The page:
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More from Seoul Dukeui Elementary School

March 20, 2011

Seoul Dukeui Elementary School: where students bow at my presence.  No, really…they do.

Sadly, I am not that special because the students bow for all the teachers.   What does make me special is that I am the only foreigner working at the school (like most EPIK teachers) and when the students see me it is a constant bow and “HELLO TEACHER!” “Jessica Teacher, hi hi hi hi!”.  (for some reason “_____ teacher” is what the students call us here) While eating with the other teachers in the cafeteria, I try to avoid eye contact with any creature under 5 ft tall.  If I look up and make eye contact with one of the students, I will be too busy waving to actually eat.

I work 8:50-4:50 Monday through Friday, and during that time I have about 22 classes to teach each week.   The 22 classes are split up into 3rd, 4th and 6th grade and I see each class once a week.  Basically I see around 600+ students a week.  For each grade I teach with a different co-teacher (it would be technically illegal if the co-teacher was not in the classroom with me while teaching since I am not an actual certified teacher in Korea).  With my 3rd and 6th grade classes the co-teachers and I usually work together to plan and teach the class.  In my 4th grade class, the co-teacher has given me the task of planning the whole lesson and delivering it myself.  I am completely fine with planning the classes myself, but it gets very frustrating when I get to my first 4th grade class of the week ready with a great plan that will take up all 40 mins and that particular co-teacher says, “Oh yea, I forgot I need to give them a quiz it’ll take 20 mins….”.  When this happened I had to tell her that I was sorry and that wasn’t possible.  This particular class  can be very frustrating at times.  Luckily my 3rd and 6th grade classes and co-teachers are very easy and fun to work with.

This all may seem like a lot of work but it is actually pretty simple.  Since I only teach 3 grades, I only give  3 different lessons each week.  One for all the 3rd, one for all the 4th and one for all the 6th grades.   Usually the first class I have with each grade is an experiment and by the last class it is down to a T.  In the last few hours of the day I have time to lesson plan and prepare for the next day.  There are a few days a week that I really do not need this extra time, and I just chat on Facebook, listen to music and try and learn some Korean aka “desk-warming”.

Last week, I took my camera to lunch to document the experience.  I’ve included a picture of what a normal lunch in the cafeteria is like.  When I took out my camera to get a picture of it that particular day all the teachers said, “But this is not a pretty one! Doesn’t look that nice!”.   I told them people will be interested back home either way and they shouldn’t worry.  This day we had tofu, 2 types of kimchi, seaweed soup, rice and a little yogurt drink.  Everyday I am sure there will be some type of rice, soup and kimchi.  For those of you who know about my Ecuador experience, and how I had to eat rice and soup twice a day for 3 months, you know I swore that I would never make myself eat rice and soup everyday ever again.   Thankfully, the rice here is moist (in Ecuador is was very dry) and the soups are very diverse and delicious.  (Sorry Ecuador…Korea just has better cuisine! Well, A LOT better…)  Over the course of the week, I had vegetable soups, a clam soup and fish soup etc.  And besides tofu, the different proteins I had included fish, duck, beef and even octopus!   For some of the other English teachers I have heard that all these strange things have made lunch time difficult for them.  As for me, I welcome the diverse variety of food and even if it looks bad, my school has proven that it will always taste good.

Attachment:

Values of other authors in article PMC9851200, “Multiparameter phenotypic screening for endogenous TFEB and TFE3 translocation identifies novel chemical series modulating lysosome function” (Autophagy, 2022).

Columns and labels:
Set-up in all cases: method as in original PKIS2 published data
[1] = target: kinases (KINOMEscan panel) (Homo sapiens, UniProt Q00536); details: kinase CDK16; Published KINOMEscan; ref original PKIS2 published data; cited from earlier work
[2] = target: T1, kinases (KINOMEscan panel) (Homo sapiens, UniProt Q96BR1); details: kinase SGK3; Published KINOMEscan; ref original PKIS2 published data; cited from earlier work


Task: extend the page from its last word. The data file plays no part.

Here are some pics with my 3rd graders….

One of my 4th grade classes…

One of my 6th grade classes…(they were a little too cool to pose for the pic)

Overall, teaching has been awesome so far.  It’s a great job and the kids at my school are awesome.  They are so cute and pretty well behaved.   It always feels  good when the students are so excited to see me around school or when I get into the classroom.

For anyone who doesn’t know exactly what job to get after college, or you just want to move out of the country…I would really recommend teaching here.  Anyone can do it and as long as you like kids and can capture their attention it is a great job!

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3 Comments leave one →
  1. Jessie permalink
    March 20, 2011 6:22 pm

    Great blog! Keep the coming, Love you, Mom

  2. Trish Belknap permalink
    March 22, 2011 7:31 pm

    Hi Jessica! I am really enjoying your blog and I am so happy for you! Sounds like you are having a great experience. Looking forward to reading more 🙂

    Trish

  3. March 25, 2011 11:39 pm

    Aw, I love this!! Your pictures are really awesome, looks like you’re working in a super nice school!

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